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Torsional Constant For A Ladder Chassis

Torsional Constant For A Ladder Chassis

Torsional Constant For A Ladder Chassis

Hey guys! I'm currently designing a ladder chassis for a vehicle design assignment. I'm having troubles finding the torsional constant, J of a ladder chassis which is needed to find the torsional stiffness.

The ladder chassis will consist of 2 side members and 3 cross-members spaced equally along its length.
All the members are C-sections.

Am I suppose to sum up all the area moment of inertias, e.g. J = 2*I(side member) + 3*I(crossmember)
Is this analysis only possible using a software?

RE: Torsional Constant For A Ladder Chassis

It's not going to be that simple, and it's going to depend on how the crossmembers are connected to the main beams. If they're tacked on with a couple of rivets, they're not going to do much. A proper solid (welded-all-around) connection will do more. It is certainly not going to be as simple as the total of all three.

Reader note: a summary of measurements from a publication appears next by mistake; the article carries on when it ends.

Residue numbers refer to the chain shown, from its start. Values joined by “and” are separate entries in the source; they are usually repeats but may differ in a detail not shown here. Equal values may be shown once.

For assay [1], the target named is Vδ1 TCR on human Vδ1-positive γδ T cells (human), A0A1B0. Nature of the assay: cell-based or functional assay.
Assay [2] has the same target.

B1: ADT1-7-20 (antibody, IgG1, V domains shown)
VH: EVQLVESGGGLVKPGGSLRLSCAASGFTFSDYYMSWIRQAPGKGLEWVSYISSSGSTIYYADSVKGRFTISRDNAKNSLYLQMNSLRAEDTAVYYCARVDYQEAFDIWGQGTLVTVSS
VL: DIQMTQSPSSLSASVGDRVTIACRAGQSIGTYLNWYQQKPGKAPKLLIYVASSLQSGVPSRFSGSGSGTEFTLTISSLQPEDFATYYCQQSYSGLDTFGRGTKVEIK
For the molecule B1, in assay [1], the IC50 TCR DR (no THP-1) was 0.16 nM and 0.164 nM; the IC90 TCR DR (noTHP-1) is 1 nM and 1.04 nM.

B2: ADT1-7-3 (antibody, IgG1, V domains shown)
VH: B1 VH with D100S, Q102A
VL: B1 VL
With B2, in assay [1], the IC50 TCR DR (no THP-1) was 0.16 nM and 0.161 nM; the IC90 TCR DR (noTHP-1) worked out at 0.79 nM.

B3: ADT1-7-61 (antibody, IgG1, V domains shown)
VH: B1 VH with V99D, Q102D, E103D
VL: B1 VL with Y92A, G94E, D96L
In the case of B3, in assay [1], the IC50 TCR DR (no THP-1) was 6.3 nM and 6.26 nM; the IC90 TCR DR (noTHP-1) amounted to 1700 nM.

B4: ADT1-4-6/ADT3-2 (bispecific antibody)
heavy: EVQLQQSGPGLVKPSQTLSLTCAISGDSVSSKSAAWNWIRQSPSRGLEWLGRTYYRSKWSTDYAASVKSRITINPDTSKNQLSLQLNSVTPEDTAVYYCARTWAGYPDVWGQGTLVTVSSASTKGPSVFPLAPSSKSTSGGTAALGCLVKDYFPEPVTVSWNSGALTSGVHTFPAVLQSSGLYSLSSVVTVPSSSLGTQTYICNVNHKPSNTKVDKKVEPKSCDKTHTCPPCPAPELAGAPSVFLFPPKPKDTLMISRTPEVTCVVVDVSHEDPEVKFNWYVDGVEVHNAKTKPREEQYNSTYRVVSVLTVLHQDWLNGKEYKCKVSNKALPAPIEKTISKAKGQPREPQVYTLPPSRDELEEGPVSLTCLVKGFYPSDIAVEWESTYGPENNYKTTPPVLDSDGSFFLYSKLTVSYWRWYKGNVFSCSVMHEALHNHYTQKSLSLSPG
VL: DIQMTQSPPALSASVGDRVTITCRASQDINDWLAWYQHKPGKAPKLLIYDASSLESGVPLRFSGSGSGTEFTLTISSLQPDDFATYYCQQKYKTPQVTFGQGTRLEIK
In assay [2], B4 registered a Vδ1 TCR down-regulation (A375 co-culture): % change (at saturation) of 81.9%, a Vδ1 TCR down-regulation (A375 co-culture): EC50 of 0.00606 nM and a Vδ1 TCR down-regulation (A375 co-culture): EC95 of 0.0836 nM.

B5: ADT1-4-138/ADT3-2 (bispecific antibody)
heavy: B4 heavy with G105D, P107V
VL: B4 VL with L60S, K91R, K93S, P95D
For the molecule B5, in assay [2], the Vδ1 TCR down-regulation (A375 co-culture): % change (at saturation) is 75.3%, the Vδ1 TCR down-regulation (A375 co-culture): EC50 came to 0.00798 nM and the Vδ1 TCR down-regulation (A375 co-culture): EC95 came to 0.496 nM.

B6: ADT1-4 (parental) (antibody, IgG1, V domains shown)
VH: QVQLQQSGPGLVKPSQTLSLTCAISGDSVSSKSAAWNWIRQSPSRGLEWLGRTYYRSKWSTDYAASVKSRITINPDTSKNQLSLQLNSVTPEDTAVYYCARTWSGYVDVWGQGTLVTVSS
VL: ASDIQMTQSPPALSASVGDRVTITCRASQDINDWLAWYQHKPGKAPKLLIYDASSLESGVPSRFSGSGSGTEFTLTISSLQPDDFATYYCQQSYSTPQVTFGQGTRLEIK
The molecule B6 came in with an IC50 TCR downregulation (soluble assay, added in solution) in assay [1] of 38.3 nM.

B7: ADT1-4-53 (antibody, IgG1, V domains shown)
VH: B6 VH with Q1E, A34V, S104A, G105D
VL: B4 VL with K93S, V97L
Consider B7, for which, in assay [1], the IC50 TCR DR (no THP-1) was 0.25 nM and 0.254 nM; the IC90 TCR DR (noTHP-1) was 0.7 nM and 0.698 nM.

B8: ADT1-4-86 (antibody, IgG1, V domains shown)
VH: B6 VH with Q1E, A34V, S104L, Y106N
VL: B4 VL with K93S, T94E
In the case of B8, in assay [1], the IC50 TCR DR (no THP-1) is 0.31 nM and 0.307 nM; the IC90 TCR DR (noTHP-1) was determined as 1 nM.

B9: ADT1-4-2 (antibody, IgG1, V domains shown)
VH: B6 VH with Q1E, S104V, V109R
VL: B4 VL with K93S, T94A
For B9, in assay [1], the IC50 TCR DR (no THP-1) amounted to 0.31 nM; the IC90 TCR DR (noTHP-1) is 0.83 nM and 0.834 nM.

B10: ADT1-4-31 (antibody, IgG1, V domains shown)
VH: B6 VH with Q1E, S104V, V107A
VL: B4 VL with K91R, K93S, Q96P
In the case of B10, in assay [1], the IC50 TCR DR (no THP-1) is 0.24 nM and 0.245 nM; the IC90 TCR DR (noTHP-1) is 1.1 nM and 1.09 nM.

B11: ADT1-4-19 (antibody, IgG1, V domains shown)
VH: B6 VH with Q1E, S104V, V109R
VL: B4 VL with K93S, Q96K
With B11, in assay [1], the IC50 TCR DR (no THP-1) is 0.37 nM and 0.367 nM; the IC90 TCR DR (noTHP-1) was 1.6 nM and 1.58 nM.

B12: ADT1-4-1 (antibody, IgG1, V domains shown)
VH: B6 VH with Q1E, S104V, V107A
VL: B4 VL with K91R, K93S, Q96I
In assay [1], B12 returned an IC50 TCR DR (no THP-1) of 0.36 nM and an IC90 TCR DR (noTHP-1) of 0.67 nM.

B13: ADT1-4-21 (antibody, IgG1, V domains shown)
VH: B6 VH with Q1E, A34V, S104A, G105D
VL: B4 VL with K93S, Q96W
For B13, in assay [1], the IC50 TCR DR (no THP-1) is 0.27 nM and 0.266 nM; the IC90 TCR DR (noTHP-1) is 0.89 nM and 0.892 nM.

RE: Torsional Constant For A Ladder Chassis

Wow that was a quick reply, thanks alot! Okay, lets assume that the connections are properly welded.
How about if I simplify the model by using a frame with only 2 cross-members located at both ends (essentially making it a square when viewed from top). Is it possible to find the torsional stiffness by hand now?

RE: Torsional Constant For A Ladder Chassis

C sections/channels like andy "open' section will have mighty low torsional stiffness.
C and I sections are used when Low torsional stiffness is sometimes desirable.

Omer Blodgett says open section lateral Crossmembers don't add much.


More detailed info in Lincoln Electric's bargain Design of Weldments.

As I recall simply "boxing" the channels increased torsional stiffness

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